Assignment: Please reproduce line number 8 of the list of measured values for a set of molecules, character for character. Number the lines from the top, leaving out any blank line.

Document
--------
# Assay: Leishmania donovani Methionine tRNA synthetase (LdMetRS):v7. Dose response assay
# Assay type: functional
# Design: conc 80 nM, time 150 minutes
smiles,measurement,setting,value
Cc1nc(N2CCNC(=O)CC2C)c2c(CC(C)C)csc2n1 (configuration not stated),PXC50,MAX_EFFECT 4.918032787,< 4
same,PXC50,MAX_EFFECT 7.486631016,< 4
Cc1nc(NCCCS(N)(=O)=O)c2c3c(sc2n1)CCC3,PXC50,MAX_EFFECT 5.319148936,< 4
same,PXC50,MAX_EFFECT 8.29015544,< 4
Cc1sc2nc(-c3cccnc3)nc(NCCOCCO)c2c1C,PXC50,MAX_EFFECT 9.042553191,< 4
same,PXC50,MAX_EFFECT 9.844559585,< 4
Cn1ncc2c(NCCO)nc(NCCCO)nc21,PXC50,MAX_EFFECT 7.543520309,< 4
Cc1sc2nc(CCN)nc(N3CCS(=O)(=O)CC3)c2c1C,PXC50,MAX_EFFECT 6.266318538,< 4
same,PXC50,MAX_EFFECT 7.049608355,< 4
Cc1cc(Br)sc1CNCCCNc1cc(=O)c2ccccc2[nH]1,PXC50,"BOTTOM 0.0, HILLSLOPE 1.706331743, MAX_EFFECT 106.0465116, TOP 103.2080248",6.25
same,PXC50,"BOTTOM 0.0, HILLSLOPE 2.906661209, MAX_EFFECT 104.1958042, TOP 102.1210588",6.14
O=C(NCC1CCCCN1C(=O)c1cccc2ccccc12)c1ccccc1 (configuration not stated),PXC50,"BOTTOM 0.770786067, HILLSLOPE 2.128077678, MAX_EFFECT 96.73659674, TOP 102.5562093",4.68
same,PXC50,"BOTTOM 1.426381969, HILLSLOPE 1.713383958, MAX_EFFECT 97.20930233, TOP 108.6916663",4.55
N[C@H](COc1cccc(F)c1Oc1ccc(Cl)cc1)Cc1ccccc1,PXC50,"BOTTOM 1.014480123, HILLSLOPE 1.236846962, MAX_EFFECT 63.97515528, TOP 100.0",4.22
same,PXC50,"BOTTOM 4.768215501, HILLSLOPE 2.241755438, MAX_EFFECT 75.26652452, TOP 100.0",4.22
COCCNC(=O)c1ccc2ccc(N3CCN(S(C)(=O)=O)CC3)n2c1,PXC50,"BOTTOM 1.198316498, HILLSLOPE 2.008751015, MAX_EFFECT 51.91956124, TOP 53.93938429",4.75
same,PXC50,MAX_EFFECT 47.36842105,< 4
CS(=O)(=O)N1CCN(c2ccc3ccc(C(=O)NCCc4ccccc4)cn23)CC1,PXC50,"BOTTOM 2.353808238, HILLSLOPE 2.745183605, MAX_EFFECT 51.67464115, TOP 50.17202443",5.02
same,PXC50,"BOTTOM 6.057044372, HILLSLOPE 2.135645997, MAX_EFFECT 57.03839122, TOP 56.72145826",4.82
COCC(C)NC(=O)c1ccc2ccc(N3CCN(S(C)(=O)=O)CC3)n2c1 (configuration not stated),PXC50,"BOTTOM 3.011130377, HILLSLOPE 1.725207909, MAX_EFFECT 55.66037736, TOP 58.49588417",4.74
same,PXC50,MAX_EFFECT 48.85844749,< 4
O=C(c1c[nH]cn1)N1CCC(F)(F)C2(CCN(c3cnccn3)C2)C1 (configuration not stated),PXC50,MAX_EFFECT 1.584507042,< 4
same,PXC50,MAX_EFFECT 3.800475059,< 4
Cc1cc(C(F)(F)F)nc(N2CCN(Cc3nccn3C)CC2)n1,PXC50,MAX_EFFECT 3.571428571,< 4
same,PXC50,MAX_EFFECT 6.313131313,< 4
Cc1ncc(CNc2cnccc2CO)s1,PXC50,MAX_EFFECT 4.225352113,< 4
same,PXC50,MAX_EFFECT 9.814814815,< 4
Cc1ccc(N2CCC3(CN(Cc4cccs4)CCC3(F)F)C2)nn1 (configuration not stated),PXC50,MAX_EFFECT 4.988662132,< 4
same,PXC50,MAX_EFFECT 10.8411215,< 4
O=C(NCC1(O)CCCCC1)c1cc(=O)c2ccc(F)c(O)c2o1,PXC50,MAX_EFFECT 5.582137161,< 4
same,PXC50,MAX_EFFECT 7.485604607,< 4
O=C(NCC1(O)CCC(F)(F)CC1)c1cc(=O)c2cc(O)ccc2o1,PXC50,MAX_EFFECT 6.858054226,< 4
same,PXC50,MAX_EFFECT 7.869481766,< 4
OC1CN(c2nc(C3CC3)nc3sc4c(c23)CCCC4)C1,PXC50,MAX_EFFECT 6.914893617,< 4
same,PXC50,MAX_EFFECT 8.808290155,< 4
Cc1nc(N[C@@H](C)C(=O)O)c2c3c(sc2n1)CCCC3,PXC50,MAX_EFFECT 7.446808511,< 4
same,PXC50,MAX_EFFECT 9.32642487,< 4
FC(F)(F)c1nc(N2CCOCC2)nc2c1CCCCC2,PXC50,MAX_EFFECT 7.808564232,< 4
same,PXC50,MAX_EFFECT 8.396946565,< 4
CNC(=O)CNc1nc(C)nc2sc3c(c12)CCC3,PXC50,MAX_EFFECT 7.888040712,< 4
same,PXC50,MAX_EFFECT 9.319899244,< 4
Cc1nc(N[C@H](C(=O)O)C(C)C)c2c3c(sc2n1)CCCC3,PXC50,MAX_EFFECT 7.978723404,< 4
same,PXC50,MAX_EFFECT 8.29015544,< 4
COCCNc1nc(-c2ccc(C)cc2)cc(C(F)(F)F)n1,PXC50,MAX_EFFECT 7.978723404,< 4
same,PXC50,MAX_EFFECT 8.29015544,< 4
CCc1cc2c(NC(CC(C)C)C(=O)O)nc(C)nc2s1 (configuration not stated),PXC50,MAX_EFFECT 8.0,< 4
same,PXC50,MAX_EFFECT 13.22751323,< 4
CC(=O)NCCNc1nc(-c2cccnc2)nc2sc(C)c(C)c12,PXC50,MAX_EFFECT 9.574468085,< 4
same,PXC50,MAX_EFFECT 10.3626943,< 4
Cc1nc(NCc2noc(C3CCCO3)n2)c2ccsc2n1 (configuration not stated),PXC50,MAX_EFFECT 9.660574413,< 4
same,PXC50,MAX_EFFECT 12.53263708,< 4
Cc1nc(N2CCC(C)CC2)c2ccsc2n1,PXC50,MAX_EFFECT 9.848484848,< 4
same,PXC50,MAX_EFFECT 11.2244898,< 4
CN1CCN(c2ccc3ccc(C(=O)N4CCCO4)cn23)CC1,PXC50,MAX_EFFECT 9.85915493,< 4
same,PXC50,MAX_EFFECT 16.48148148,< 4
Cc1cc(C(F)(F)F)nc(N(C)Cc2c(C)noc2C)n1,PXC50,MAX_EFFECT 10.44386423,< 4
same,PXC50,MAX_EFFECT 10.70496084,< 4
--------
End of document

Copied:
same,PXC50,MAX_EFFECT 8.29015544,< 4